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Afternoon Deelites Heads Derby Prospects


HALLANDALE, Fla. — After the Breeders' Cup Juvenile was run last fall, most racing fans concluded that the 1995 Triple Crown campaign was going to be another dreary one. Timber Country won America's major 2-year-old race in slow time against an uninspiring field, leaving little reason to believe that this generation was going to produce notable 3-year-olds.

Yet the sport is now filled with excitement about the current group of Derby-age colts. Several late bloomers recently have shown great promise, but most of the attention has been centered on undefeated Afternoon Deelites. He still isn't well known in the East, but he has generated much enthusiasm in California, and in Las Vegas, where a stampede of support has made him the favorite in future-book betting on the Kentucky Derby.

Afternoon Deelites launched his career too late to be ready for the Breeders' Cup, but he has won all four of his starts, most notably a 6 1/2-length runaway in the $500,000 Hollywood Futurity in December. What made the performance so extraordinary was the time of 1:34 2/5 for one mile; in my system of speed figures, this translated into a blockbuster 111. To put this number into perspective, the best figure Holy Bull earned in his brilliant 2-year-old season was 103.

Afternoon Deelites has impressed the most discriminating observers in California. Jeff Siegel, editor of the newsletter Handicapper's Report, said: "He's a tremendous horse. The only thing that can stop him is distance. He's like Seattle Slew: When he came around, you had to wonder if he was so fast that he was going to do himself in. It just remains to be seen whether he's a tremendous mile-and-a-quarter horse." Siegel thinks he will be, for Afternoon Deelites's raw speed seems controllable: "He's fast, but he's sensible."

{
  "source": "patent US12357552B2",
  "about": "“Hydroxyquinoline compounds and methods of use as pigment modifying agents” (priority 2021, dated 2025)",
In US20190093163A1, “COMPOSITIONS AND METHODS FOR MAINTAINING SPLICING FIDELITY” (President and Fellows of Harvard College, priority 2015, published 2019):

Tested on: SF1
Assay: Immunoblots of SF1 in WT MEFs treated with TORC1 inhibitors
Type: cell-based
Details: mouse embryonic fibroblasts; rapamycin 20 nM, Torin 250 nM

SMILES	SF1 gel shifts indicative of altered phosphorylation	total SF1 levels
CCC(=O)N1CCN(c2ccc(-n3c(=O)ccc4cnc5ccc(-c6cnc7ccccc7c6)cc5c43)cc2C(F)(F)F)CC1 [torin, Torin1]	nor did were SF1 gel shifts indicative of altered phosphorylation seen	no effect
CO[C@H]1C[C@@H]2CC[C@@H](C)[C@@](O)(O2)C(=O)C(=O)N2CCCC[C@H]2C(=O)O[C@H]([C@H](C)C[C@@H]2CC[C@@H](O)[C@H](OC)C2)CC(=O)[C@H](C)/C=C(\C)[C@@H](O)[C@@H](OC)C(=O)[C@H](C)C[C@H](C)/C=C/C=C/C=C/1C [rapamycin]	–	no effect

If Afternoon Deelites lives up to his potential, he is the marquee attraction the sport needs to replace retired Holy Bull. And Afternoon Deelites is a publicist's dream. He is owned by songwriter Burt Bacharach, trained by sharp Richard Mandella and ridden by Kent Desormeaux, the most exciting member of his profession.

Most of the other promising Kentucky Derby candidates are concentrated on the West Coast. Undefeated French Deputy launched his career by running six furlongs in 1:08 4/5, and when he won his first distance race by 11 lengths last month, track announcer Trevor Denman exclaimed: "French Deputy is looking too good to be true!" Questions remain about his stamina, but he should benefit from the training of Neil Drysdale, one of the best.

Petionville is another well-regarded Californian, undefeated in three starts. And then there is Timber Country, who was scheduled to make his first start since the Breeders' Cup in Saturday's San Rafael Stakes at Santa Anita. Timber Country has looked good in morning trials, and Wayne Lukas is virtually the only trainer on the West Coast who professes no fear of Afternoon Deelites. While the trainers of most other good 3-year-olds are looking for ways to duck the Bacharach colt, Timber Country is scheduled for an April 8 showdown with Afternoon Deelites in the Santa Anita Derby.

In contrast to the acclaim for the 3-year-olds in California, the Gulfstream Park season has produced few performances that have led fans to conclude, "That's my Derby horse!" The most important race of the meeting to date has been the Fountain of Youth Stakes, in which Thunder Gulch rallied to score a photo-finish decision over Suave Prospect. Both colts displayed a good finishing kick, but the time wasn't exceptional. The fact that Thunder Gulch had been trounced by Afternoon Deelites in the Hollywood Futurity indicated the top Eastern3-year-olds are inferior.

On Feb. 23, however, a lightly raced 3-year-old won an allowance race at Gulfstream in a manner suggesting he might be something special. Top Account is a beautifully bred colt whose 2-year-old season was cut short by shin problems. After winning his first start at Gulfstream this winter, he was entered in a race in which conditions were overwhelmingly against him. Top Account was facing a brilliantly fast rival, Ft. Stockton, and there were no other speed horses in the small field.

Ft. Stockton cruised to the lead, as expected, and seemed to be running easily in mid-stretch when Top Account blew past and drew off to win by four lengths, running six furlongs in 1:09 1/5. He earned a speed figure of 107--better than any member of his generation besides Afternoon Deelites.

"That race was stronger than we or anybody else expected," said trainer Neil Howard, who recognized he might have a Derby-caliber horse. Top Account has not yet raced beyond seven furlongs, and Howard conceded: "We're going to have to play catch-up." He did a superb training job under similar circumstances with Summer Squall, the Derby runner-up in 1990. Top Account has the pedigree and style to succeed at a classic distance, and at 50 to 1 he's my future-book play for the Kentucky Derby, even though Afternoon Deelites is looming in his path.

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